Search Site   
News Stories at a Glance
Severe May cold snap affected fruit to soybeans
Farm Foundation says recovery should be faster than in 2008
With meat packers closed, public taking on-farm buys directly to local butchers

Take a deep breath, murder hornets are not on your doorstep 

Search Archive  

School bus fleet converting to propane

BY Stan Maddux

MICHIGAN CITY — Co-ops are traditionally known for running grain elevators and supplying products like propane for use on farms.

One of the largest Co-ops in the Midwest is becoming a leading provider of cleaner burning propane to power engines on school buses. Co-Alliance, LLC just added Michigan City Area Schools in northwest Indiana to its growing base of customers replacing older diesel powered school buses with models running on propane.  

The firm already supplies propane for buses at neighboring Lake Central Schools and districts in other parts of the state. Their customer list could grow as other school districts consider making the switch to buses fueled by propane to reduce greenhouse emissions and save money on more costly diesel fuel.

“We have a lot of different locations and potential locations coming up,” said Travis Nicholson, service and safety manager for the Avon, Indiana based company.

Co-Alliance is made up from partnerships with five longstanding community-based co-ops.

Nicholson said Co-Alliance is a relatively new provider of propane for school buses since technology for such mainstream use of the fuel just advanced to this stage in recent history. “It’s really a new age product. We’re really excited about it being in this territory.”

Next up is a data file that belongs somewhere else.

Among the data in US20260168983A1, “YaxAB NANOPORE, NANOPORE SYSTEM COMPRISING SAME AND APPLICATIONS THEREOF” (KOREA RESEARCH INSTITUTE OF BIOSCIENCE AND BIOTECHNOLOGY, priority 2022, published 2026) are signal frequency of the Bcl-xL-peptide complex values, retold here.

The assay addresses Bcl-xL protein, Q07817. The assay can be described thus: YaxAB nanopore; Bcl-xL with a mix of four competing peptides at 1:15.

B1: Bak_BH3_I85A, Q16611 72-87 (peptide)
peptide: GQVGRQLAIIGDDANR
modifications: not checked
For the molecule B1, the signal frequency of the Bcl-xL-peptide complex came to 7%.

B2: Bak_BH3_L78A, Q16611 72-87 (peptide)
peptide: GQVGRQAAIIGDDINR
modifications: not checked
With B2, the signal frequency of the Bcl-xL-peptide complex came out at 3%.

The five school buses from Michigan City running on propane hit the streets for the first time February 24.Three more propane fueled buses should be here by summer. A $206,699 grant from the Indiana Department of Environmental Management helped offset the $817,296 cost of the eight new buses.

Denise Willis, a 22-year MCAS bus driver said the propane models also get up to highway speed just as quickly and run much quieter. “I see a whole bunch of benefits.  I don’t see any real draw backs,” she said.

A propane filling station at the MCAS transportation garage was provided at no cost by Co-Alliance. Bus drivers simply insert a nozzle and turn on the pump like they were at a gas station filling up their personal vehicles. The above ground tank holding 1,000 gallons of propane will be filled by Co-Alliance once a week.  “It’s basically a simple system. It’s really safe,” Nicholson said.

Sue Harrison, director of transportation for MCAS, said other advantages include not having to plug in the new buses during winter to keep the diesel fuel from gelling. She points out how the fuel tanks on the propane models by design are also much more puncture resistant. “The way they’re slanted, if you were to have a rear-end collision it would cause the car to go under the tank and lift the bus up so you’re not going to get that straight on force of a collision.”

The district still has 50 diesel powered buses along with 10 relatively new gasoline fueled models. The plan is to phase out the remainder of diesel buses as they reach the end of their life spans. “In the long run, we’re going to save money all the way around,” Harrison said.

According to, there are more than 15,000 school buses running on propane in 840 districts nationwide. More than 1,500 of those buses in over 100 districts are in Indiana, Michigan and Ohio.

photos by Stan Maddux


1) Michigan City Area Schools bus driver Michelle Nichols-Broad is filling up with propane as Travis Nicholson from Co-Alliance looks on. Five school buses running on propane hit the streets Monday afternoon.

2) Michigan City Area Schools transportation director Sue Harrison (left) helped unveil five new school buses powered by propane on Monday  Three more should be here by summer.